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Cross Cultural Studies at University of Nueva Caceres in the Philippines

On May 19, 2013, the day after my daughter’s wedding in Seattle, Washington, more than 15 of us took a 7-day cruise to Alaska on board the Norwegian Cruise Line. Besides my family and my wife’s relatives from the Philippines, our group was composed of my new son-in-law’s parents and relatives from Houston.

Once on board, I started to explore the cruise ship that appeared to me to be like a floating hotel. It was equipped with many built-in amenities. It had an entertainment area, a swimming pool, a casino, a basketball court, a souvenir shop, several restaurants, bars, kitchens, and a medical room.

 I read in a plaque near the main restaurant that the ship was made in Germany, but operated by a Norwegian company.  The captain of the ship was Swedish. As I continued to tour the ship, I met and chatted with several crew members from the Philippines, Indonesia, Sri Lanka, India, Hong-Kong, Malaysia, and Mexico. The chefs were Filipinos, Americans, and Italians who were ready to answer questions about menus of the day.  The medical team was headed by a Filipino doctor, assisted by a nurse from another country.

The souvenir shop sells everything from wine made in Australia, Spain, and Chile to sweatshirts sewn in Guatemala, El Salvador, Vietnam, and China. I swung by one of the restaurants for a snack and got what I wanted:  cheese from France, a burger from Australia, coffee from Colombia, and another informal conversation with a fellow passenger from India.

A few hours later, as I was trying to find my way to our cabin, I bumped into an elderly Canadian passenger who was nice enough to show me the way to my cabin. We had a short conversation. In our cabin was a television set made in Japan. I turned it on and listened to the news in real time as they were happening in other parts of the world.

That night our group was entertained by a band from Jamaica.  As I looked around the crowd, many were Whites. But there were also those with black and brown complexion.  Some even looked like my Filipino friends.

My encounters with people from other parts of the world did not end with the Jamaican band and a couple of Heineken beer from Holland. Our group needed an early morning snack and went to the only restaurant open for Italian pizza.

In less than the 24-hour period just described, I interacted directly – and indirectly – with people from some 25 countries around the globe. My needs – nutritional, psychological, emotional, physical, and aesthetic – were taken care of by these people.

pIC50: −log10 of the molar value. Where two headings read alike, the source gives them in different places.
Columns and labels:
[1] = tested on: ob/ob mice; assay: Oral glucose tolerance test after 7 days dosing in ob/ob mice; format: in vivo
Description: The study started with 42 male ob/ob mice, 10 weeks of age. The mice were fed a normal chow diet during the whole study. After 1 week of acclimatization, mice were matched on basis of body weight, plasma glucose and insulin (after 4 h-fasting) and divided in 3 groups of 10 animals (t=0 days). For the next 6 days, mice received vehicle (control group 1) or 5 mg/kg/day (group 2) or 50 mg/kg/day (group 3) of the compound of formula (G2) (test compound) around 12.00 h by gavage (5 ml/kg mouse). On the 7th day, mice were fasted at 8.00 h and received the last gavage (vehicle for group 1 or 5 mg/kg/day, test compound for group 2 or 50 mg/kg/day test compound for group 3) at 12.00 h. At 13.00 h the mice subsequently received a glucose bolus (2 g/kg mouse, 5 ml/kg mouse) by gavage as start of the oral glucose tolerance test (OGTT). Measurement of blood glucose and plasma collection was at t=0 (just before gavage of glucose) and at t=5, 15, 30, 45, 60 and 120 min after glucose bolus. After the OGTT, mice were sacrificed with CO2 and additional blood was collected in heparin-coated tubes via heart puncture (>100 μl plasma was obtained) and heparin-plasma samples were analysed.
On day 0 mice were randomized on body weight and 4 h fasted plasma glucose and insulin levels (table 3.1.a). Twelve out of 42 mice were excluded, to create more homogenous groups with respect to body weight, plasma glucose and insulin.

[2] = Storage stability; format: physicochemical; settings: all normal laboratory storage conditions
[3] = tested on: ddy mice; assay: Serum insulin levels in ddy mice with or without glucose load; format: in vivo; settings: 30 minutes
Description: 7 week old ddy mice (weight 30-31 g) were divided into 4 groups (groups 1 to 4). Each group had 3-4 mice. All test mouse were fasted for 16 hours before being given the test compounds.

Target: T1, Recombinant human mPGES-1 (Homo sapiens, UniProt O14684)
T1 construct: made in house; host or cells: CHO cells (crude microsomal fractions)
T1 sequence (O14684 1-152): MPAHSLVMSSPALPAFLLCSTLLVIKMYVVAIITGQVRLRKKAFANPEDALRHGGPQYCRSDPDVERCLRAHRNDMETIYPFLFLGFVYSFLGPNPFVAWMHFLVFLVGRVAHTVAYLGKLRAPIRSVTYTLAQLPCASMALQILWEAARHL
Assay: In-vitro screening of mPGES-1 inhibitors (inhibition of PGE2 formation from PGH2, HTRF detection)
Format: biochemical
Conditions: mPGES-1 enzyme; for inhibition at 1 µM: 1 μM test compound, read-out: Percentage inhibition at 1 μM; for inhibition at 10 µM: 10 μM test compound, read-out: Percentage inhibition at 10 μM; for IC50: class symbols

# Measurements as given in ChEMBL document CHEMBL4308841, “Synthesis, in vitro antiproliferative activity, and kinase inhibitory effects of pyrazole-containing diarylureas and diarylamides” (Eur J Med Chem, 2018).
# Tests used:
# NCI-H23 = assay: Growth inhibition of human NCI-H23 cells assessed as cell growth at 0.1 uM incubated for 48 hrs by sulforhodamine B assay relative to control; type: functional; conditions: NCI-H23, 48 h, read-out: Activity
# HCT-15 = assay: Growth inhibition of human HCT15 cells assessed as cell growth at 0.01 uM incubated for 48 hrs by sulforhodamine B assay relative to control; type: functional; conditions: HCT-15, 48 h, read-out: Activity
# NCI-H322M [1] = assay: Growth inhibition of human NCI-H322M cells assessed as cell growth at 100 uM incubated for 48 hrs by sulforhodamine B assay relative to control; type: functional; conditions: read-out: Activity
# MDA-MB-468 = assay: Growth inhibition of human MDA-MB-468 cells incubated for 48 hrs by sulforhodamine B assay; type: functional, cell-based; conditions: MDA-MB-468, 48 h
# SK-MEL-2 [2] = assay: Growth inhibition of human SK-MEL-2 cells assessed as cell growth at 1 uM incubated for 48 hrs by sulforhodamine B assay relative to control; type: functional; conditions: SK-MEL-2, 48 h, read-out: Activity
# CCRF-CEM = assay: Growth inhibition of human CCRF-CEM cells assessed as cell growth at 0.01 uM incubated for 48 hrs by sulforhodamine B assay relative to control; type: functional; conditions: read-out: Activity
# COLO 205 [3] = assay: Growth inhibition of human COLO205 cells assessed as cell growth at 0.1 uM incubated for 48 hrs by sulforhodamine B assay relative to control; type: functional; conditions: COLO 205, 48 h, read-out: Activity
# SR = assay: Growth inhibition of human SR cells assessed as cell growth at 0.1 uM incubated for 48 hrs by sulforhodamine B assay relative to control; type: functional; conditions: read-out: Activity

Indeed, our society has become globalized, and we have become interdependent and interconnected. As Marshall McLuhan, the Canadian media theorist predicted more than 50 years ago, we have become a “global village.”

Given the reality of globalization, how are we going to prepare our students acquire the skills necessary to communicate with people from different cultures?

In other words, how should the different educational institutions prepare their students acquire basic global perspective, global attitude, and global skills?

I must admit ignorance on the status of the various universities in Naga when it comes to teaching their students how to be culturally competent.  But I am convinced that teaching cultural competency is an idea whose time has come.

In my search for an educational institution that is open to the idea of teaching a course in cross-cultural studies, I was referred by Mits San Jose, a California-based townmate from Sipocot and a retired professor from the University of Nueva Caceres, to Dr. Bong Sison, Vice President for Administration at the University of Nueva Caceres.

I emailed my application to Dr. Sison aware that cross-cultural studies is probably not a priority of the university. But there was no harm in trying. To my surprise, Dr. Sison was very supportive and referred me to Dr. Yolly Castroverde who, in turn, referred me to Dr. Jo Alba, the dean of the College of Arts and Sciences.

In my email to Dr. Alba, I wrote, “Because of globalization and changing demographics, many of today’s graduates are exposed to people from various cultures, not only when they work in foreign lands, but even in the Philippines where the presence of foreigners in all facets of our society is obvious. The question, therefore, that needs to be asked is: Do our graduates have the knowledge and the skills necessary not only to understand and appreciate cultural differences, but also to successfully relate, deal and work with people from other cultures? “

“Simply put, I am of the opinion that students should be equipped with the knowledge and the skills needed to manage themselves effectively in a culturally diverse workplace and society…”

“I don’t know if UNC is already offering a course in cross-cultural studies.  If not, I think UNC will stand out in the region for pioneering a course in cross-cultural studies. No doubt, it will bring honor and prestige to the university. It will be another “first” for the university. It’s a small step, but a good one. “

Dr. Alba’s response was quite positive: “A course in cross-cultural studies would be very beneficial for our students.” To me her response reflects a profound understanding of the world we live in.

So starting this June, a course on “Cross-cultural Communication and Cultural Competency” will be offered in the College of Arts and Sciences.